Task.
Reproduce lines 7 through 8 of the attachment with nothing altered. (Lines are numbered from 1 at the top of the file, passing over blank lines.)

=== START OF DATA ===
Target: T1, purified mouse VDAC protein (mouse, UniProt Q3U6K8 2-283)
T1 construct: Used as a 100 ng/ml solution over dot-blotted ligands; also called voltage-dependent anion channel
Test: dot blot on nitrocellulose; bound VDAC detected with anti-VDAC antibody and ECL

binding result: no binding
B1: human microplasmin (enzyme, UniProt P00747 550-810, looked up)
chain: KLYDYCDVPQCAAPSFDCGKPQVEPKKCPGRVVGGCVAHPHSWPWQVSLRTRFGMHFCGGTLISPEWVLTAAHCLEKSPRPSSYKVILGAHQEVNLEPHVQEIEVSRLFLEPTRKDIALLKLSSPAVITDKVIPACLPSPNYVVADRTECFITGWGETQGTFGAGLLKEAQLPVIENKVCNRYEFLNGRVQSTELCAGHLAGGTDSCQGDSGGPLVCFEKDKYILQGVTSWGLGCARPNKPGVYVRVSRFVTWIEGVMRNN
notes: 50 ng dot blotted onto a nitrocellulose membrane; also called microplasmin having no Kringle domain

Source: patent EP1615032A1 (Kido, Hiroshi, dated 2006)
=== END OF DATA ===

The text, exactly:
notes: 50 ng dot blotted onto a nitrocellulose membrane; also called microplasmin having no Kringle domain

Source: patent EP1615032A1 (Kido, Hiroshi, dated 2006)